Valente runs a local business with locally-made products, and he’s investing in employment in Canada, which is fantastic. He needs to leverage those facts, not just because they’re great ethically, but because they also mean his products are extremely high-quality. One way to do this is through the company website. It already looks great, but it doesn’t say much about made-in-Canada shirts or fair labour practices. And even worse, it doesn’t have any ecommerce functionality, which means customers have to go to brick-and-mortar stores to get Valente’s clothes. If he added an option to buy online, he could instantly expand his reach, drive traffic to the boutiques, and become a bigger blip on the radar of retail chains and large distributors. And Valente should be working to get more people talking about the brand. He could hand out swag bags at events like TIFF to encourage celebrity endorsements, or send samples to bloggers and fashion writers to get them singing his praises. If people to start recognize the name and understand the ethics behind it and the quality that ensures, they’ll be willing to pay a premium price.

by Tisha Rattos

Valente has a very interesting concept, with lots of potential ways to make his value proposition even stronger. The company has a great website, but are there any free online tools that can help improve its visibility on the Internet? Perhaps he could also research regional search terms and include those words on his website to boost visibility in those markets. Valente could also look into targeting the industries where his customers work, and advertise in trade publications, industry specific websites, and even outdoors near popular traditional retailers. Asking his existing clients to refer friends and colleagues may be another low-cost way to spread the word. Another option would be promoting the quality and fair labour practices he employs and, in Canada at least, playing up the fact that his goods are locally made. With 83 per cent of Canadians saying they want to support local businesses, customers should be open to paying a premium for quality, ethically-made goods — there's a larger market out there if he can get people talking about his products.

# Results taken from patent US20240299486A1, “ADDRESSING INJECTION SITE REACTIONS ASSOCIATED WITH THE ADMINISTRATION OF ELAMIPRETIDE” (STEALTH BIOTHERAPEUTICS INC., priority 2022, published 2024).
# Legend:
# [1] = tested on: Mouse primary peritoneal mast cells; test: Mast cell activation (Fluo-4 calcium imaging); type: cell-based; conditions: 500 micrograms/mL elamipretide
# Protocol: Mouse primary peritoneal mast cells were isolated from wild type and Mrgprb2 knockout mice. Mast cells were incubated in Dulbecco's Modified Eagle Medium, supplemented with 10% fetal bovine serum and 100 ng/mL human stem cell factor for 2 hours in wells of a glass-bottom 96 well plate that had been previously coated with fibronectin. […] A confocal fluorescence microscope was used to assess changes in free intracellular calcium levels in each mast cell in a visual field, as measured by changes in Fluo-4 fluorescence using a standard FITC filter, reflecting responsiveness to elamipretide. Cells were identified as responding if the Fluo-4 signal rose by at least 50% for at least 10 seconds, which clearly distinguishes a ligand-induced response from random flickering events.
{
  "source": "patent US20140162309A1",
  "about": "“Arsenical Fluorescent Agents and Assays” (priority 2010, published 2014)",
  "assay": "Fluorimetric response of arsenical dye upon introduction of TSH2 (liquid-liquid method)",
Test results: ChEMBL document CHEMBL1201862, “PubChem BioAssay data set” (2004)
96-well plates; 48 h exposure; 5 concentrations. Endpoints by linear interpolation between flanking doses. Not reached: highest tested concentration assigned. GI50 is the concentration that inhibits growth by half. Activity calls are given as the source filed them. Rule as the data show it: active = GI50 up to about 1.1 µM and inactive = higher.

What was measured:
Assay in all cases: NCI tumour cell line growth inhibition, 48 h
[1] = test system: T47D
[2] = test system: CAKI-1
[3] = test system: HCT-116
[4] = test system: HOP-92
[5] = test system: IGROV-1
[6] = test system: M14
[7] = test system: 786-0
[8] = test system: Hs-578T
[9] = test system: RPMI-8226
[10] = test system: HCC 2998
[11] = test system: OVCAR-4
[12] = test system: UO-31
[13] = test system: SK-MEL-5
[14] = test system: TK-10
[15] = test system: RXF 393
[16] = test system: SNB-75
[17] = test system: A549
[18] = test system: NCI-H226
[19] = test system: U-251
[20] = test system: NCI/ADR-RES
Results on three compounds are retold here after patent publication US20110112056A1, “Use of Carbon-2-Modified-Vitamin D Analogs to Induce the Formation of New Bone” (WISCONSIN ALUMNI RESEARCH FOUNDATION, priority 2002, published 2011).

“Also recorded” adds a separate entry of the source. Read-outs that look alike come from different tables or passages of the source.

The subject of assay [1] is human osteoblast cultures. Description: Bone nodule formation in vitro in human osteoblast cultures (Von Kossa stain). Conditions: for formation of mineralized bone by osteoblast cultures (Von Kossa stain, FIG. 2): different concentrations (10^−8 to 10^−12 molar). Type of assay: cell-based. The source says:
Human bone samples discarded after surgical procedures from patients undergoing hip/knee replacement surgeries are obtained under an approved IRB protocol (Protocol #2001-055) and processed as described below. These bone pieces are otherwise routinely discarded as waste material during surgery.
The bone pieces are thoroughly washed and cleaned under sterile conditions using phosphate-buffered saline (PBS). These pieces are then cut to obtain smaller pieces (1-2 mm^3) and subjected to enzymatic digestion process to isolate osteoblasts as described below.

by Mike Michell

Valente believes in the principles on which he's built the business, and he's coming off his best year. His brand is resonating with people — in other words, he's already doing what he should be doing, and I'd recommend that he stay the course. Success really boils down to how he defines it. Valente could try reducing the cost of his shirts by changing labour practices, but I don't think that would fit with his definition of success, and it would completely change the brand. So he simply needs to continue marketing the fact that he produces local, high-quality goods, and that his employees are not only treated fairly, but are paid well and given the chance to work despite language barriers that may stop them from pursuing opportunities at other companies. At the end of the day, the market is hungry for alternatives to products made in sweatshops, and consumers are willing to pay a premium. Valente needs to keep leveraging this and develop his message through marketing channels, especially social media, which is where the brand equity of ethically-produced goods often takes off through word of mouth.

by Tara Talbot